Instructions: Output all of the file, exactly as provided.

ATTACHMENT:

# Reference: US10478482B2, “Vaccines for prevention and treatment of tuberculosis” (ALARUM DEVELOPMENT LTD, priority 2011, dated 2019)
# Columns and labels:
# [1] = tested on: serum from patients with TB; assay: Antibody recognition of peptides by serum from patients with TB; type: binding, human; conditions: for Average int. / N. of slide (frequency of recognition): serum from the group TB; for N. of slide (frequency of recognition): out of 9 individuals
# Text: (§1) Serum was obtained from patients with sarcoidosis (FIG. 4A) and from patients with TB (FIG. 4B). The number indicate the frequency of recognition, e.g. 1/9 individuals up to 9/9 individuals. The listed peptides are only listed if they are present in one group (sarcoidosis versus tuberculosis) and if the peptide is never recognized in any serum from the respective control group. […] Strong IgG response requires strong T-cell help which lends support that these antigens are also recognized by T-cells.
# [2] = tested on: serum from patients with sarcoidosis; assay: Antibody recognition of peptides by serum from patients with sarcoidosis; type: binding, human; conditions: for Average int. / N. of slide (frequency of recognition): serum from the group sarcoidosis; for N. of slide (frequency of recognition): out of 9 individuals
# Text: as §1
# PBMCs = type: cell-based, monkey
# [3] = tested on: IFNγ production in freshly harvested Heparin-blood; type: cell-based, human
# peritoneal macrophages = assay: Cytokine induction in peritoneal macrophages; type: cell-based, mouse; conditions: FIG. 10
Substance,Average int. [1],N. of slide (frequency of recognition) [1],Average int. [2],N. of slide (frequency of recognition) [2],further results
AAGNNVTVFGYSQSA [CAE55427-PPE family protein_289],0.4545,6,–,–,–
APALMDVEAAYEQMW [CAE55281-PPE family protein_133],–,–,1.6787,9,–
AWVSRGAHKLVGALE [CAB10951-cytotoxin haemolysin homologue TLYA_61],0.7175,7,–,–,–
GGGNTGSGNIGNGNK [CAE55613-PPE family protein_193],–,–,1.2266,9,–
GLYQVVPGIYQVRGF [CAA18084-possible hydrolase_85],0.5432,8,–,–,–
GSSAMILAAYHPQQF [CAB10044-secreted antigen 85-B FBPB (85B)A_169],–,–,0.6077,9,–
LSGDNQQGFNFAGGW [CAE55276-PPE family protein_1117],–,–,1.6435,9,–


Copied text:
# Reference: US10478482B2, “Vaccines for prevention and treatment of tuberculosis” (ALARUM DEVELOPMENT LTD, priority 2011, dated 2019)
# Columns and labels:
# [1] = tested on: serum from patients with TB; assay: Antibody recognition of peptides by serum from patients with TB; type: binding, human; conditions: for Average int. / N. of slide (frequency of recognition): serum from the group TB; for N. of slide (frequency of recognition): out of 9 individuals
# Text: (§1) Serum was obtained from patients with sarcoidosis (FIG. 4A) and from patients with TB (FIG. 4B). The number indicate the frequency of recognition, e.g. 1/9 individuals up to 9/9 individuals. The listed peptides are only listed if they are present in one group (sarcoidosis versus tuberculosis) and if the peptide is never recognized in any serum from the respective control group. […] Strong IgG response requires strong T-cell help which lends support that these antigens are also recognized by T-cells.
# [2] = tested on: serum from patients with sarcoidosis; assay: Antibody recognition of peptides by serum from patients with sarcoidosis; type: binding, human; conditions: for Average int. / N. of slide (frequency of recognition): serum from the group sarcoidosis; for N. of slide (frequency of recognition): out of 9 individuals
# Text: as §1
# PBMCs = type: cell-based, monkey
# [3] = tested on: IFNγ production in freshly harvested Heparin-blood; type: cell-based, human
# peritoneal macrophages = assay: Cytokine induction in peritoneal macrophages; type: cell-based, mouse; conditions: FIG. 10
Substance,Average int. [1],N. of slide (frequency of recognition) [1],Average int. [2],N. of slide (frequency of recognition) [2],further results
AAGNNVTVFGYSQSA [CAE55427-PPE family protein_289],0.4545,6,–,–,–
APALMDVEAAYEQMW [CAE55281-PPE family protein_133],–,–,1.6787,9,–
AWVSRGAHKLVGALE [CAB10951-cytotoxin haemolysin homologue TLYA_61],0.7175,7,–,–,–
GGGNTGSGNIGNGNK [CAE55613-PPE family protein_193],–,–,1.2266,9,–
GLYQVVPGIYQVRGF [CAA18084-possible hydrolase_85],0.5432,8,–,–,–
GSSAMILAAYHPQQF [CAB10044-secreted antigen 85-B FBPB (85B)A_169],–,–,0.6077,9,–
LSGDNQQGFNFAGGW [CAE55276-PPE family protein_1117],–,–,1.6435,9,–